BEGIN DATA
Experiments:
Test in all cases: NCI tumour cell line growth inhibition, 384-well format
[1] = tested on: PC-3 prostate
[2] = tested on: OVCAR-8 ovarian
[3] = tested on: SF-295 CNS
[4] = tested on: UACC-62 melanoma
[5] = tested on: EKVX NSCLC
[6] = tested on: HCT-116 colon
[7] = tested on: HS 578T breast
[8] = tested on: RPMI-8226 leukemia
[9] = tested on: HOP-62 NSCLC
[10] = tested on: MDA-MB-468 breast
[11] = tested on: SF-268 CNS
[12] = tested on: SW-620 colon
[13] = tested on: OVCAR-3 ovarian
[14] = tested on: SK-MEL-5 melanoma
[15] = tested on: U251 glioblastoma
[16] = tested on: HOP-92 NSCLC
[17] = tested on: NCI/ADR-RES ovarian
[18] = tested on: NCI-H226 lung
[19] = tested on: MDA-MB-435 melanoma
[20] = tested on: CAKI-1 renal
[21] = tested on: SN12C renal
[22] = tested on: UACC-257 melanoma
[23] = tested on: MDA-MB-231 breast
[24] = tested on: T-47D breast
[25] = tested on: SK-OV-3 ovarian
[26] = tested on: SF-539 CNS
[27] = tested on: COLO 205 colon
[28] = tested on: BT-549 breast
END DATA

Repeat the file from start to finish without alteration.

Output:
Experiments:
Test in all cases: NCI tumour cell line growth inhibition, 384-well format
[1] = tested on: PC-3 prostate
[2] = tested on: OVCAR-8 ovarian
[3] = tested on: SF-295 CNS
[4] = tested on: UACC-62 melanoma
[5] = tested on: EKVX NSCLC
[6] = tested on: HCT-116 colon
[7] = tested on: HS 578T breast
[8] = tested on: RPMI-8226 leukemia
[9] = tested on: HOP-62 NSCLC
[10] = tested on: MDA-MB-468 breast
[11] = tested on: SF-268 CNS
[12] = tested on: SW-620 colon
[13] = tested on: OVCAR-3 ovarian
[14] = tested on: SK-MEL-5 melanoma
[15] = tested on: U251 glioblastoma
[16] = tested on: HOP-92 NSCLC
[17] = tested on: NCI/ADR-RES ovarian
[18] = tested on: NCI-H226 lung
[19] = tested on: MDA-MB-435 melanoma
[20] = tested on: CAKI-1 renal
[21] = tested on: SN12C renal
[22] = tested on: UACC-257 melanoma
[23] = tested on: MDA-MB-231 breast
[24] = tested on: T-47D breast
[25] = tested on: SK-OV-3 ovarian
[26] = tested on: SF-539 CNS
[27] = tested on: COLO 205 colon
[28] = tested on: BT-549 breast